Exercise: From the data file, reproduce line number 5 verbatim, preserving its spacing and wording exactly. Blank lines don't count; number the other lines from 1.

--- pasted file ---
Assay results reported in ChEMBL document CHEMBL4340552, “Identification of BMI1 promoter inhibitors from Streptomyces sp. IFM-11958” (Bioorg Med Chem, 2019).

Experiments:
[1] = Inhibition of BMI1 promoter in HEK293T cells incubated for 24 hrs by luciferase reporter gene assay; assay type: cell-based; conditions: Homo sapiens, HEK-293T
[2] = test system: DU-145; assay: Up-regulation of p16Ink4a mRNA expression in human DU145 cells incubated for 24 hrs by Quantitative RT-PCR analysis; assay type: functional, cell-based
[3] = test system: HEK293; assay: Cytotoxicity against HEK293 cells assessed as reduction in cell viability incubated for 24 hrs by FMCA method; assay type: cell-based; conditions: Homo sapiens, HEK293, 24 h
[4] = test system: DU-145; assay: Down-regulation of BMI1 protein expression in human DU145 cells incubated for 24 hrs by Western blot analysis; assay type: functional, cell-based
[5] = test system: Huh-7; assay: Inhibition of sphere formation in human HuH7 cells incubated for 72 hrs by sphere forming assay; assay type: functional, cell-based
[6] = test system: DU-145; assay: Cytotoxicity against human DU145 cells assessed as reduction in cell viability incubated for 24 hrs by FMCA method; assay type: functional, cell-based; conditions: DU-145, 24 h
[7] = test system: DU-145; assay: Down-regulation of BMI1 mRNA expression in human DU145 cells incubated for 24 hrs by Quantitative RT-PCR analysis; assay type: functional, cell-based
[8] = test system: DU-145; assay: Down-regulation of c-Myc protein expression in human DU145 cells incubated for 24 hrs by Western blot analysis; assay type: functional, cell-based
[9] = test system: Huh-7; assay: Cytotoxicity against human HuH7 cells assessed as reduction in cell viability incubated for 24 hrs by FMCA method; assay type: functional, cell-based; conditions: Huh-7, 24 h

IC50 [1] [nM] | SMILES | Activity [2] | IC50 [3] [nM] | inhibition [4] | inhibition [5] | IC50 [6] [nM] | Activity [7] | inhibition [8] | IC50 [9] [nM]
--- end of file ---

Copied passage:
[3] = test system: HEK293; assay: Cytotoxicity against HEK293 cells assessed as reduction in cell viability incubated for 24 hrs by FMCA method; assay type: cell-based; conditions: Homo sapiens, HEK293, 24 h